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UCOP kicks off season with Holiday Party this Friday

Get ready for a few new surprises to be introduced to UCOP’s longstanding traditions when the annual holiday party comes to Franklin this Friday, Dec. 14.

You won’t want to miss the great food, decorations and the chance to mix and mingle with your colleagues.

You’ll also get to catch UCOP’s newest musical group, Uke-C Ishtory, and the Fiat Lux pop-up art project, which will be installed the day of the party. Visit the project table in the Franklin lobby, 11:30 a.m. to 1:30 p.m. today through Thursday and 8 to 9 a.m. Friday, to create your post-it note to add to the sculpture.

You probably already know the UCOP Singers, now in their 36th year, the choral group that performs traditional carols and holiday songs from other cultures to get UCOP into the holiday spirit. This year they will share the bill with Uke-C Ishtory, a group that grew out of last September’s Staff Appreciation Week, which will spice up the mix with their combo of classic Hawaiian and funk sounds.

And it’s not too late to get in on the friendly Franklin holiday decorating competition. If you are located in another building, feel free to team up with a department or floor at Franklin to take part. For everyone’s safety, be sure to follow these safety tips for decorating. The winner gets bragging rights and a mention with photos in Link.

See the detailed schedule below to make sure you are in the right place at the right time to enjoy all the refreshments and events in this action-packed day.

  • 8 to 9 a.m., Franklin lobby: Cider and sweets served by senior leadership, with entertainment by the UCOP Singers
  • 8 to 9 a.m., Kaiser sixth floor: Holiday-themed second Friday breakfast, hosted by senior leadership and accompanied by Uke-C Ishtory
  • 10 to 11 a.m. throughout Franklin: Holiday decoration judging floor by floor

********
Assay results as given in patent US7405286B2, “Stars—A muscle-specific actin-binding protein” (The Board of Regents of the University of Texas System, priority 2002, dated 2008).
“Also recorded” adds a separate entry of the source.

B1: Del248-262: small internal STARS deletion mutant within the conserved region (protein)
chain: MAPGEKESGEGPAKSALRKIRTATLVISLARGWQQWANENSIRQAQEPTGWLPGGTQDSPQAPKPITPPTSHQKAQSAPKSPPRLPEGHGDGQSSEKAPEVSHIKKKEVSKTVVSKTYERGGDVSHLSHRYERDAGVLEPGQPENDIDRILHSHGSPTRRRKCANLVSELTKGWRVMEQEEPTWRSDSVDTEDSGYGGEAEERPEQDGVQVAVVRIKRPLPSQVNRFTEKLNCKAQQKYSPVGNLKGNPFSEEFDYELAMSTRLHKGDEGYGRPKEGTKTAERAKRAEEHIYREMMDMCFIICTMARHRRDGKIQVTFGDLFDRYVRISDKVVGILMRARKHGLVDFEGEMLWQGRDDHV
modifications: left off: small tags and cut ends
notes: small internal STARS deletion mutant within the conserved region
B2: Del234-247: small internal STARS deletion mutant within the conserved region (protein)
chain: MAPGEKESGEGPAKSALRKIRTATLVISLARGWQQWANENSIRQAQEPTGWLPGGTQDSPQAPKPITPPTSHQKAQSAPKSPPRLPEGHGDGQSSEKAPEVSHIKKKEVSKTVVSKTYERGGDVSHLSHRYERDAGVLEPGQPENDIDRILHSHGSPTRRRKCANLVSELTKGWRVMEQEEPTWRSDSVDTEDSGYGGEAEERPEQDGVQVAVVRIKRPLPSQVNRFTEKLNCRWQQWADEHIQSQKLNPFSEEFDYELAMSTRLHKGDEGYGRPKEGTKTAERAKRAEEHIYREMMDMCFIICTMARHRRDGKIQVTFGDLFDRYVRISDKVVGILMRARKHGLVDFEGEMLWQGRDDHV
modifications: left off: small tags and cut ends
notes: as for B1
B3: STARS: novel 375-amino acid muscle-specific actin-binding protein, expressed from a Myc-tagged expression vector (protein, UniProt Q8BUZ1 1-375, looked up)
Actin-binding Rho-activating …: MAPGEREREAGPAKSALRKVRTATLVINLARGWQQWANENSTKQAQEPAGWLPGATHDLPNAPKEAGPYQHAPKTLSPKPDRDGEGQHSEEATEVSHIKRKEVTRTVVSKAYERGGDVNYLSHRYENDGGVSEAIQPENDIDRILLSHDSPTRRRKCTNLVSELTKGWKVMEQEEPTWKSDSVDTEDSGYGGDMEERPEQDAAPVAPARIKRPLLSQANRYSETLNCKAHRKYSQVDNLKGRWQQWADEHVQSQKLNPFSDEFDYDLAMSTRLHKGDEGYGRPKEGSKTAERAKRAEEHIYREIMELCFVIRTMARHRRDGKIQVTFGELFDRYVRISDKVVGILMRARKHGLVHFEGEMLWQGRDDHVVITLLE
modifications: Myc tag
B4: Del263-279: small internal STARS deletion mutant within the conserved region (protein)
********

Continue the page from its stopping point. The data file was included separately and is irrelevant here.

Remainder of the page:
• 1:45 to 2 p.m.: Franklin lobby: EVP Nathan Brostrom to unveil the Fiat Lux pop-up holiday art project, with musical accompaniment by Uke-C Ishtory
  • 2 to 3:30 p.m., Franklin Lobby 1: Turkey bites and finger foods served by senior leadership, with appearances by Uke-C Ishtory (2 to 2:20 p.m.) and the UCOP Singers (3 to 3:30 p.m.)
  • 2 to 3:30 p.m., 5320 Franklin: Appetizers served, with appearances by the UCOP Singers (2 to 2:20 p.m.) and Uke-C Ishtory (2:30 to 2:50 p.m.)
  • 2 to 3:30 p.m., 12th floor President’s Conference Room: Desserts served, with appearances by the UCOP Singers (2:30 to 2:50 p.m.) and Uke-C Ishtory (3 to 3:30 p.m.)
  • 3 to 3:30 p.m. Franklin Lobby 1 Conference Room (approximate): Winner of the holiday decoration contest announced

The holiday party is funded entirely through donations from UCOP managers to show their sincere appreciation for all that you do. Don’t miss this opportunity to visit with your colleagues and celebrate our collective accomplishments.

Comment ( 1 )

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  1. Emily Montan December 12, 2012 Reply

    Relatively new religious scholars have agreed that the birthday of Jesus Christ was not in or around December. Despite this many Americans celebrate his birthday or his mass (Christ’s Mass-Christmas) on December 25th based on the Julian calendar. Now for the rest of Americans who don’t celebrate Jesus’ birthday, they are left out of the merriment. Assimilationists join in to be part of the “pack” and the rest either bristle internally or pretend that everything is okay.

    I was born Jewish, introduced to the rich Ashkenaz culture and raised Unitarian Universalist. We believe all beliefs and cultures should be held up to the light and honored. In this way, few who attend a UU church feels left out or disrespected. Unfortunately, here this is not the case. Not everyone celebrates Christmas (Christ’s Mass) or thinks 2013 is a new year. However, OP staff insist on decorating in red and green and honoring the Christmas season with trees, bells, angels, presents, etc. This is all done for our holiday celebrations at Office of the President.

    Many non-Christian people don’t celebrate Santa Claus (St. Nicholas). They don’t decorate their homes, they don’t go to church and pray to baby Jesus. They may give their children gifts depending on their religious beliefs due to bending to cultural norms. I feel frustrated for our non Christmas celebrating staff who may feel voiceless or whose ancestors are not honored nor respected now. For being part of a well respected institution of learning, we have shown little regard for research and our multi-cultural experiences. In conclusion, please be respectful of all of your colleagues. May the light of people shine upon you and may the days begin to grow longer for those of us who need sunshine.

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